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Free Guy’s reference-heavy ending was inspired by the entire crew

Production designer Ethan Tobman decodes the video game-inspired world of Ryan Reynolds’ new movie

Jodie Comer as Molotov Girl and Ryan Reynolds as Guy in 20th Century Studios’ FREE GUY. Photo by Alan Markfield
Toussaint Egan is a curation editor, out to highlight the best movies, TV, anime, comics, and games. He has been writing professionally for over 8 years.

The new movie Free Guy stars Ryan Reynolds as a non-player character (NPC) in a massively multiplayer online game who gains consciousness after falling in love with Millie, played by Jodie Comer. As one would expect, the movie is loaded with references, snuck into the background of the Free Guy’s unfolding world and narrative, as well as cameo appearances by notable gaming streamers including Jacksepticeye and Ninja.

While games like Fortnite and Grand Theft Auto might be obvious points of reference in the visual design of Free Guy’s fictitious world, production designer Ethan Tobman says games like SimCity and Red Dead Redemption 2 inspired him the most during the film’s production. “Of course GTA is a huge inspiration thematically. It’s a photorealistic city; there are tons of violence [and] little bits of satire and commentary on urban America falling apart, but for me, it’s games like Red Dead Redemption or Red Dead Redemption 2 that were inspired by movies, and are now inspiring movies themselves. ”

To build out the world, Tobman and his team looked to famous architecture, in particular the idyllic virtual world seen in Free Guy’s final moments. “We wanted to avoid anything post-apocalyptic and instead ask, what would a city look like from Millie’s perspective?”

According to Tobman, the answer was a city inspired by real world architects like Zaha Hadid, Diller Scofidio, and Renzo Piano; a world that looked as if the city grew out of itself and was entirely self-sustaining.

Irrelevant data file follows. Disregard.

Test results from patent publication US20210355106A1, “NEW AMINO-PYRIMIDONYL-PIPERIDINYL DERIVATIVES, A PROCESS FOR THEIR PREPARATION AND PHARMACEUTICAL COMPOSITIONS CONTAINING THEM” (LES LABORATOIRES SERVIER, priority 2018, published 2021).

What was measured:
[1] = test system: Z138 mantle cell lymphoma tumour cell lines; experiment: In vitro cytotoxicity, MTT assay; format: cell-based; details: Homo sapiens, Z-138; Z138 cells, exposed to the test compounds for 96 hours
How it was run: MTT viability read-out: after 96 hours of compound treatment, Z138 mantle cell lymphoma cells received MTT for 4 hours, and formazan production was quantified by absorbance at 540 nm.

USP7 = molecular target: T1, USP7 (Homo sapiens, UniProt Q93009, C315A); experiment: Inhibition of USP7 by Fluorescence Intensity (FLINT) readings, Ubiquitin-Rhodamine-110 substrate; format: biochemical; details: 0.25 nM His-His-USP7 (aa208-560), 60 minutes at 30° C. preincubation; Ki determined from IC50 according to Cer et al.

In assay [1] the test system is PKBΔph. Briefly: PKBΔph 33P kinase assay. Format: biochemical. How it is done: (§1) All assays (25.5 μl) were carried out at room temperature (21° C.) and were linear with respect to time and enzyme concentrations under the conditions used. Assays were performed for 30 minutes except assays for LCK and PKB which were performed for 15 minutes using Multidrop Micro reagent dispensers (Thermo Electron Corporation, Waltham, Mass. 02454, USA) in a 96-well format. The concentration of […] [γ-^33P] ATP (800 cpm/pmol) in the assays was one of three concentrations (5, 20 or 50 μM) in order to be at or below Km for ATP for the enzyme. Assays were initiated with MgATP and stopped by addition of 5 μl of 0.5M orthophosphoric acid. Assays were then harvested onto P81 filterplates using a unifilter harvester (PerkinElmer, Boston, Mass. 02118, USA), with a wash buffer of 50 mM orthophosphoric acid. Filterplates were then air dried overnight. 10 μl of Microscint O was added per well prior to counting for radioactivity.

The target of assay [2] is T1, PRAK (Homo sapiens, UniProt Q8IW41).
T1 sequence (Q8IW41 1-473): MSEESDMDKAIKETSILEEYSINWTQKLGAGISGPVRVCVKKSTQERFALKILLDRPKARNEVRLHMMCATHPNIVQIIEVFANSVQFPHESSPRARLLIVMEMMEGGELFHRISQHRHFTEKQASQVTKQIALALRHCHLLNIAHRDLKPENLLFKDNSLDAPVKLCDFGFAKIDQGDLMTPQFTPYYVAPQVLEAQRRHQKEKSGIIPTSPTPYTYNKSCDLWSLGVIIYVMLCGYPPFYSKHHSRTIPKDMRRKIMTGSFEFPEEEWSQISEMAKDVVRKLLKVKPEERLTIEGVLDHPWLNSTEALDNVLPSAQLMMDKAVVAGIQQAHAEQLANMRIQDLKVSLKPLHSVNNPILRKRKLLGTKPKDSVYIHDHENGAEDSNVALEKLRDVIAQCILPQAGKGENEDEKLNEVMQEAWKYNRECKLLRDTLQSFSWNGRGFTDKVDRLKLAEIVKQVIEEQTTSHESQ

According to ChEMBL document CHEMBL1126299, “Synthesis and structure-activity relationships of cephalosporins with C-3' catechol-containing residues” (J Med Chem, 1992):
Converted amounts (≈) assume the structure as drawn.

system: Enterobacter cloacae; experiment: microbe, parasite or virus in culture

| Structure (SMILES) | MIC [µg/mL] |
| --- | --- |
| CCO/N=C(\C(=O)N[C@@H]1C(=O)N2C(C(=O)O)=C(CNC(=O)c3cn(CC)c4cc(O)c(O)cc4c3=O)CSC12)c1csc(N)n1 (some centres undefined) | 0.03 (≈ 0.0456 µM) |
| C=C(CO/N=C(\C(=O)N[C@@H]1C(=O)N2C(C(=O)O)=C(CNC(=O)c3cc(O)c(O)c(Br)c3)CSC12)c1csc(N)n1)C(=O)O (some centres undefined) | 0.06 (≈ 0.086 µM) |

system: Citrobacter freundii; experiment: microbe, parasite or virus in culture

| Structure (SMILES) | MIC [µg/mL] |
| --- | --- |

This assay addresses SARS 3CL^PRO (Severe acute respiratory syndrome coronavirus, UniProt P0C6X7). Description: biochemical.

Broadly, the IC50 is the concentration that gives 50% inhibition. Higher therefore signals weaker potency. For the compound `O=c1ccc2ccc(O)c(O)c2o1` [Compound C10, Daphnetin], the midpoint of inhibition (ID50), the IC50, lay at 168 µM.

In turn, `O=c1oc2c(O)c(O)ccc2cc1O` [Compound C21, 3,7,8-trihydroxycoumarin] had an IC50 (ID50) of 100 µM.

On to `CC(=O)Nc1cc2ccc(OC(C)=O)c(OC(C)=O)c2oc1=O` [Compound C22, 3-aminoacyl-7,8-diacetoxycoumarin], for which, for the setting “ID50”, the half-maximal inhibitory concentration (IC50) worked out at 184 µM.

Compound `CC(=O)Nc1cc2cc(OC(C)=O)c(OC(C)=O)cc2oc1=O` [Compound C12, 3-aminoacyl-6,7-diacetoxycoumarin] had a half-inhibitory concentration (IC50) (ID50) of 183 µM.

Ryan Reynolds as Guy walking down a street amazed by neon holographic displays in Free Guy. Photo Credit: Courtesy of 20th Century Studios

“One of the buildings looks like a book that’s opened up and the pages are hanging, another looks like a corkscrew, there’s a giant waterfall falling off of one of them. It’s impossible, but that’s the idea; that water and earth created these structures. We had a field day with that one.”

One of Tobman’s favorite details in the final setting of film that audiences may overlook on a first watch is the range of vehicles on display across the city.

“If you look closely, you’ll see we got cars and electric bikes that represent a mix of cutting-edge technology from various car manufacturers. We got some cars from Cal Arts as well as some we found from Burning Man, as well as some we found Instagram from this kid who builds his own one-wheels and showed up to the production doing like 360s in spot. All those details helped to sell the idea of this utopian world which was definitely inspired by Back to the Future Part II as well.”

[Ed. note: The following contains spoilers for the end of Free Guy.]

Jodie Comer and Ryan Reynolds in Free Guy Photo Credit: Courtesy of 20th Century Studios

The movies-inspiring-games-inspiring-movies cycle comes full circle in Free Guy’s climax, when Guy pummels his digital doppelgänger Dude into submission with a quick cartoonish succession of weapons cribbed from popular franchises. We see everything from Luke Skywalker’s lightsaber, the unicorn pickaxe from Fortnite, Half-Life 2’s Gravity Gun, and the Portal gun from Portal. Free Guy being a Fox title absorbed into the Disney release schedule after the studio acquisition, we also get Captain America’s shield and Hulk hands. “Disney was really supportive of this movie from the very beginning, and especially given that Ryan is technically part of the Marvel Universe and everyone wants to see that crossover, it just made sense to tee that up.”

According to Tobman, the scene was meant to portray a gameworld as big and universal as possible, with a tongue-in-cheek sense of self reference akin to Reynolds’ previous work on Deadpool and Deadpool 2.

“That moment came out of one of the brainstorming sessions where some of those weapons came from Ryan, some of them came from [director Shawn Levy], and some of them also came from the front desk office assistant, production assistants, my nephews or Shawn’s kids. It just makes you kind of love movies and love that we all have these shared cultural moments that, whether we were kids or adults, they bring back this sense of emotion that makes you want to cheer. That’s what Shawn and Ryan wanted to do here, to create a world that makes the audience feel awesome.”

Free Guy is now out in theaters.